Larry Gagosian. (Photo by Taylor Hill/FilmMagic)

Larry Gagosian. (Photo by Taylor Hill/FilmMagic)

“Founder-led companies often have a remarkable acuity for zeroing in very closely on what customers want and harnessing all the resources of the company to give them what they want. That’s how tiny companies become bigger companies,” Stephens said. “What can happen when a founder-led company is brought into a conglomerate, especially if the founder is marginalized in the process, is that what drove the company and made it great sometimes gets watered down.” 

In the worst cases, middle managers’ thoughts on the company’s value proposition and strategy begin to crowd out the founder’s intense focus on the client experience. In turn, decision-making slows down and people work to mitigate risk rather than embrace it strategically. 

In fact, Stephens notes that shareholders in a planned acquisition can actually sue the parties involved if they believe there was a “reckless disregard” for the deal’s effects on company culture. This means executives on both ends of any possible deal have a fiduciary responsibility to consider the intangible impact of joining forces, and not just weigh up facts, figures, and balance sheets. 

Regarding the LVMH/Gagosian rumor specifically, Stephens said that he has “never heard anything that would suggest LVMH is overly controlling or heavy-handed when it comes to the brands under its roof.” But the conglomerate’s treatment of Gagosian (or any other gallery) post-acquisition would go a long way toward determining the success or failure of merging the luxury and art worlds in this way. (By the way, a well-placed source relayed that Larry Gagosian still owns his business outright, meaning there would be no need for him to convince investors if he ever did decide to sell. A gallery spokesperson declined to comment.)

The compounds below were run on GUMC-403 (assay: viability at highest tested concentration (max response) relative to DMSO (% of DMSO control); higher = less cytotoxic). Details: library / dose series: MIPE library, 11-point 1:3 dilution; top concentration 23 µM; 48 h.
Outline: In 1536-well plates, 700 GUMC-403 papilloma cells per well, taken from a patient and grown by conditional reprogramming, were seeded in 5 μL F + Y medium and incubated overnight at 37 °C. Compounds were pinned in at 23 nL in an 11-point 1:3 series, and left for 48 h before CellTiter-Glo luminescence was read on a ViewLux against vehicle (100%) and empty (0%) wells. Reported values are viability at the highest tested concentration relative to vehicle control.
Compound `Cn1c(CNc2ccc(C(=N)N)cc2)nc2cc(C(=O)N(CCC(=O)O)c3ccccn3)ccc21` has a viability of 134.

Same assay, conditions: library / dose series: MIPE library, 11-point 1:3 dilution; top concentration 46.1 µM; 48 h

“If LVMH looked at Gagosian and said, ‘We believe in the trajectory of art as a category that justifies investment, and we believe [Gagosian] is well run with a strong executive and specialized knowledge that we don’t want to screw around with, and we want to make them… a distinct member of the family,’ that can work,” Stephens said. “But if it’s a matter of changing the management structure and value proposition, and tinkering with the core offering of this chain of galleries, then that could go awry.”

And the potential fallout for any gallery’s “core offering” in such a deal deserves more attention than it got during the initial hurricane of speculation over LVMH and Gagosian. 

Anna Weyant in her studio, New York, 2022. Photo: courtesy the artist and Gagosian

Anna Weyant in her studio, New York, 2022. Photo: courtesy the artist and Gagosian.


Pop quiz: What’s generally the first and most important unknown that people in the art world try to puzzle through when a significant gallery closes or two notable dealers merge? 

If you answered, “Where each of the artists is going to end up after the dust settles…” Congratulations, you’ve been paying attention to how this little carousel of ours turns. 

For all its complications, there are certain ways in which the gallery business is as simple as it gets: If you don’t manage enough artists making enough work that buyers actually want to pay for, you’re dead. End of story. It would be an exaggeration to say that big-name dealers aren’t able to meaningfully increase demand for the artists they represent, but big-name dealers are more numerous and more interchangeable than they used to be. Now more than ever, star-caliber artists are the irreplaceable element.

And yet there was next to no discussion about artists’ possible resistance or defections when the unprecedented possibility of a major luxury brand acquiring a mega-gallery ricocheted around the art industry a few weeks ago. To me, that was a mystifying blind spot.

On one hand, I understand why so few people flinched. Fashion, luxury, and art have been getting increasingly frisky with each other, and we have every reason to believe that the attraction is only going to continue intensifying in the years ahead. A beloved artist’s estate can create a retail and licensing empire. Living artists can (and regularly do) link up with designers and fashion houses for limited-edition collaborations. High-end dealers do become romantically involved with movie stars and models. Apex-level collectors run gaudy private art foundations and fund major artists’ projects.